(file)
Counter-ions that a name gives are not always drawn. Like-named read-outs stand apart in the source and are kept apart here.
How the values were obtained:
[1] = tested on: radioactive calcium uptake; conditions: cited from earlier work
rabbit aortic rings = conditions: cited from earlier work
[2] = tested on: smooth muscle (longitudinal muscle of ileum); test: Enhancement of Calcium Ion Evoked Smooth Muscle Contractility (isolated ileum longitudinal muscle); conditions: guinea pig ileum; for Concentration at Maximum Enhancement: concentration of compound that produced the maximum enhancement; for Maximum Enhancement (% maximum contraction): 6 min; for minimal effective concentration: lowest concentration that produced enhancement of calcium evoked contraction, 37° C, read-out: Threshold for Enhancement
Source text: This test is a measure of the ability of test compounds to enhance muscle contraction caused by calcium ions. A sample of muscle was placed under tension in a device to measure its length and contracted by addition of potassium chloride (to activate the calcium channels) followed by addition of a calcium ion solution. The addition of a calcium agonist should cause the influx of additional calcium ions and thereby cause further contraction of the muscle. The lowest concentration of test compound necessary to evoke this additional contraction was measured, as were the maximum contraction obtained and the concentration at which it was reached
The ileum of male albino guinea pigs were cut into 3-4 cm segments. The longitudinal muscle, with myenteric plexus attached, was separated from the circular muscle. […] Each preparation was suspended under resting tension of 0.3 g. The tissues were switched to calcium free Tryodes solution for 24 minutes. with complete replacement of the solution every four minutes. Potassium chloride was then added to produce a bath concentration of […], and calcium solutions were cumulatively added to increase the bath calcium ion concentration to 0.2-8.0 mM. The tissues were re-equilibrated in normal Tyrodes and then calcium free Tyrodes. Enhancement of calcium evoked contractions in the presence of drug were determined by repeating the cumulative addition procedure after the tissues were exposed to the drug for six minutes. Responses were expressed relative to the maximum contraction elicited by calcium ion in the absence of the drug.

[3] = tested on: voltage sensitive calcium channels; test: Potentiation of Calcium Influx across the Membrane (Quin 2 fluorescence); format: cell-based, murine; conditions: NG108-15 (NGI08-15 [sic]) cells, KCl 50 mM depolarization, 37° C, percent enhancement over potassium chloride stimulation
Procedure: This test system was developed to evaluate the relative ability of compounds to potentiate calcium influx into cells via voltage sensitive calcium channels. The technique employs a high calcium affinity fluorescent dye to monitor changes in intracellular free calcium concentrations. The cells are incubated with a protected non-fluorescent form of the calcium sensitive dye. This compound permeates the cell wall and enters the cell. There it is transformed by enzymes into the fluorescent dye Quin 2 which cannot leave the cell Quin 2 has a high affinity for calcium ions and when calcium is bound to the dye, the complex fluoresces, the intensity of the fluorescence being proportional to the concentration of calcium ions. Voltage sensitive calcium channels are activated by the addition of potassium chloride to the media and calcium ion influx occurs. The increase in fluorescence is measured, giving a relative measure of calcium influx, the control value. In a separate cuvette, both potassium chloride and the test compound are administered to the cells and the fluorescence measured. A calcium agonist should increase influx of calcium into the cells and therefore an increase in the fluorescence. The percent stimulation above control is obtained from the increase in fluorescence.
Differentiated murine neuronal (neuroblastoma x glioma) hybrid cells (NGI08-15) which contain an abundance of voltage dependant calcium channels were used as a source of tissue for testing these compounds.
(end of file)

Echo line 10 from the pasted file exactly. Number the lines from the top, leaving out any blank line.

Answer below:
Differentiated murine neuronal (neuroblastoma x glioma) hybrid cells (NGI08-15) which contain an abundance of voltage dependant calcium channels were used as a source of tissue for testing these compounds.